On February 5, Venezuelan Interim President Juan Guaidó met with U.S. President Donald Trump at the White House. In a statement announcing Guaidó’s visit, the White House said, “We will continue to work with our partners in the region to confront the illegitimate dictatorship in Venezuela, and will stand alongside the Venezuelan people to ensure a future that is democratic and prosperous.”
Guaidó’s visit to Washington followed visits with European and Canadian leaders, part of his campaign against Maduro.
The United States and other countries blame Maduro’s socialist policies for the political and economic crisis that threatens regional stability, while recognizing Guaidó as Venezuela’s legitimate interim leader. Guaidó was a guest at Trump’s State of the Union speech in Washington on February 4 and received a standing ovation.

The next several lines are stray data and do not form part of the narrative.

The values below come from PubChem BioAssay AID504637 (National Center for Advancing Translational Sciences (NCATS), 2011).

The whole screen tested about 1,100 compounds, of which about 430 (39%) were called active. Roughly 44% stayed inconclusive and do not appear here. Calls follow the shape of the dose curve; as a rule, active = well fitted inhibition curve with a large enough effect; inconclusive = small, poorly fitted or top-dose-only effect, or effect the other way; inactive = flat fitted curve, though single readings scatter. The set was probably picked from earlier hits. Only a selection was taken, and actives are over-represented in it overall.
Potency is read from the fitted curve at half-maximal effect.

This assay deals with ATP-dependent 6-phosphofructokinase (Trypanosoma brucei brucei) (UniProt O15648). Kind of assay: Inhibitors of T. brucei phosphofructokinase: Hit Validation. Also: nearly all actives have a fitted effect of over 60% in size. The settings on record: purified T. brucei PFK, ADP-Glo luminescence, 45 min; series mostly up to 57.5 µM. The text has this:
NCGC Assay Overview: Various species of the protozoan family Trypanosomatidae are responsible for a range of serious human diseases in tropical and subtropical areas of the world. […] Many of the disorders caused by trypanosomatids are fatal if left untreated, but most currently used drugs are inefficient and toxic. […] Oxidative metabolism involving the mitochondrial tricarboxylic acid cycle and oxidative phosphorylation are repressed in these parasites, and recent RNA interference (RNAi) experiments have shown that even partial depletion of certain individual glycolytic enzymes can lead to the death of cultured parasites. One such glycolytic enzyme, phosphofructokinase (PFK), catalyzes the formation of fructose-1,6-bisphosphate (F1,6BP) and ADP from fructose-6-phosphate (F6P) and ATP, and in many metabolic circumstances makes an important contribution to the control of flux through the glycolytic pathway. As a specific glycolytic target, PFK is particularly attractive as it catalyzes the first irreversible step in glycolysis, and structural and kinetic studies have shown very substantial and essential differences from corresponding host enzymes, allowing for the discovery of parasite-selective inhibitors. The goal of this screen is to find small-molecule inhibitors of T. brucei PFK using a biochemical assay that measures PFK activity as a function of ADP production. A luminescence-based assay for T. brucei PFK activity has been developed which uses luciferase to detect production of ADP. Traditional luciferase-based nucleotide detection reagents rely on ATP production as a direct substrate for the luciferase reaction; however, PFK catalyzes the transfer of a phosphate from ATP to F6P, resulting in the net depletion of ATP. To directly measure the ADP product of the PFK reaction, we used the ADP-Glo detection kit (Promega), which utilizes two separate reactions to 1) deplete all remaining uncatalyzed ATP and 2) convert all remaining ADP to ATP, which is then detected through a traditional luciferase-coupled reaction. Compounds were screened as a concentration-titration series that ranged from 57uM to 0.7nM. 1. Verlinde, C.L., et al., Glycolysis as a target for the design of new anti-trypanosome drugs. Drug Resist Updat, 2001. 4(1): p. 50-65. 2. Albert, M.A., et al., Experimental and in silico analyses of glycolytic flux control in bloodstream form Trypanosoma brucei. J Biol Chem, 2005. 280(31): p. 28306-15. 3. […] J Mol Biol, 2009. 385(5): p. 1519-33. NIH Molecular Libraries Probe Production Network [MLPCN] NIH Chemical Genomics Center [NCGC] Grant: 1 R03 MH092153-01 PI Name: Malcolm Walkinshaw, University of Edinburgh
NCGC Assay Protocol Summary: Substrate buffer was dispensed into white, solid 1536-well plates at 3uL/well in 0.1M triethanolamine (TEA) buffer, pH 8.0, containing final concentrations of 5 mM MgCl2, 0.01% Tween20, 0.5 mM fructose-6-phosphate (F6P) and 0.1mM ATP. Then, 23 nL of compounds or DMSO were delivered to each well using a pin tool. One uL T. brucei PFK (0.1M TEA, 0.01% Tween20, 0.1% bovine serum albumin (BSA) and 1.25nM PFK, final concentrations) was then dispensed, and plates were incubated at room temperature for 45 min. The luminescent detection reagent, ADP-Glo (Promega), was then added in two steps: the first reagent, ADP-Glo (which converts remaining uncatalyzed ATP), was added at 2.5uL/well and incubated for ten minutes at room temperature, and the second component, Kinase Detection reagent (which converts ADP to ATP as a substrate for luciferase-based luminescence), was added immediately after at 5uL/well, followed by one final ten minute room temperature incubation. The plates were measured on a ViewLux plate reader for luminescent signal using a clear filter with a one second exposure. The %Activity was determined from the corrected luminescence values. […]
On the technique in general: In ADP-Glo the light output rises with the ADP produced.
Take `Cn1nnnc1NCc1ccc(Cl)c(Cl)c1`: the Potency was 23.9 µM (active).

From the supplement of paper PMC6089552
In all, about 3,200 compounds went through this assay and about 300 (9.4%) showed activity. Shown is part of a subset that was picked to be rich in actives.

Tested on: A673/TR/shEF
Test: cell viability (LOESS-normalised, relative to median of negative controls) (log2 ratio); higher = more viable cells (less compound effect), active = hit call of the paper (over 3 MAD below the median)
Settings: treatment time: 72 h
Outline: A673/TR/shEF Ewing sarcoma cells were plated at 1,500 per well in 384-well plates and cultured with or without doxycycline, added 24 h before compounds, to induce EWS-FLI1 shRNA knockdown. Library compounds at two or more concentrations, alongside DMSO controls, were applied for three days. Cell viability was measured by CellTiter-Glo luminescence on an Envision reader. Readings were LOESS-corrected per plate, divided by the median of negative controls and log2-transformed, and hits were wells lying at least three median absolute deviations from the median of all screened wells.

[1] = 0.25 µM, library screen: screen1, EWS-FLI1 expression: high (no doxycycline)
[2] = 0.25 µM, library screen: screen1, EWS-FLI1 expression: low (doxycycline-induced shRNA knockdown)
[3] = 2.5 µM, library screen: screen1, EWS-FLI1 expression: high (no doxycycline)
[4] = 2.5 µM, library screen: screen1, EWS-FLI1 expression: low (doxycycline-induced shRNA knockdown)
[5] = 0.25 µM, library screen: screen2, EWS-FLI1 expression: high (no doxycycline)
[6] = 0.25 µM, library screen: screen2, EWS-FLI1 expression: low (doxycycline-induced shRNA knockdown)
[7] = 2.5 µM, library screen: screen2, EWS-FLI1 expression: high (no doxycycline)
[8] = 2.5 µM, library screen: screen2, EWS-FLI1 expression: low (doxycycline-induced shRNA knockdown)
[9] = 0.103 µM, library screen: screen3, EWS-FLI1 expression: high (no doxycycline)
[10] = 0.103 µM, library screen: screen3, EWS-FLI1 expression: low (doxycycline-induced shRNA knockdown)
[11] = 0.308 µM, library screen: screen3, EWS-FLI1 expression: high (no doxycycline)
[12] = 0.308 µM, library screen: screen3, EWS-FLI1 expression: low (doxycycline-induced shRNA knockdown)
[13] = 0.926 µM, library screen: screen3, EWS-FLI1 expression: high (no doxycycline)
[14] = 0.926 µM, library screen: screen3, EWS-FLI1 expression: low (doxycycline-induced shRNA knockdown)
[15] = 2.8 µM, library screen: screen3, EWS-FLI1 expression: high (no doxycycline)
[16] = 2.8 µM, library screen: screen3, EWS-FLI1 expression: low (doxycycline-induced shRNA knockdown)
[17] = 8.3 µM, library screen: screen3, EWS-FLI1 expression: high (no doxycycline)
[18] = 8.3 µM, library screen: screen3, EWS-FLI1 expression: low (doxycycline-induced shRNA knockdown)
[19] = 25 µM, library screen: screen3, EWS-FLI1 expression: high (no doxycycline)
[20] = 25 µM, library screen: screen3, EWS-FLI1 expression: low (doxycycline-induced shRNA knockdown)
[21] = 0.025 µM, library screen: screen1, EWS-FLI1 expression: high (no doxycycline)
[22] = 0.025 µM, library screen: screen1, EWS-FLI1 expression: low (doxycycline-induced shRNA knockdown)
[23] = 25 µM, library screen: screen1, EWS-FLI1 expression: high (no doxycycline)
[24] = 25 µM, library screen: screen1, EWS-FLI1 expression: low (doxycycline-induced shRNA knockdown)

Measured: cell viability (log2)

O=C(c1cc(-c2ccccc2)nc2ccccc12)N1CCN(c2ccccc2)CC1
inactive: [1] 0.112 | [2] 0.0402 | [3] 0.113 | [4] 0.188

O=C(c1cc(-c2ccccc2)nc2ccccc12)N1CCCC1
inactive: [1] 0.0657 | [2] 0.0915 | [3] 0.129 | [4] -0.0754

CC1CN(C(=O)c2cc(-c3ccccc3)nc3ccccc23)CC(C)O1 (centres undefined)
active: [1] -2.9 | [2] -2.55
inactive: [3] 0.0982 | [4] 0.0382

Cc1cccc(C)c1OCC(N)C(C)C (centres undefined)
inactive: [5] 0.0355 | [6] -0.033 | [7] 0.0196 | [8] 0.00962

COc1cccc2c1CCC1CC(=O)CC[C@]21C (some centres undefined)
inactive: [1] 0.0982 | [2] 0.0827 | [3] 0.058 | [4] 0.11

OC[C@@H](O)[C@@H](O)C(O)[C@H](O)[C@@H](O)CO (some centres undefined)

National security issue
Ahead of the meeting between Trump and Guaidó, a senior Trump administration official told reporters Venezuela was a national security priority “in the sense of the destabilizing effect that it has on its neighbors.” The official said the country was responsible for “harboring narcotraffickers” and “narco-terrorists,” adding that Venezuela had become a primary point of narcotics trafficking to Central America, Mexico, and therefore the United States.
The official also said the U.S. was using “all of the tools in our box available” to respond.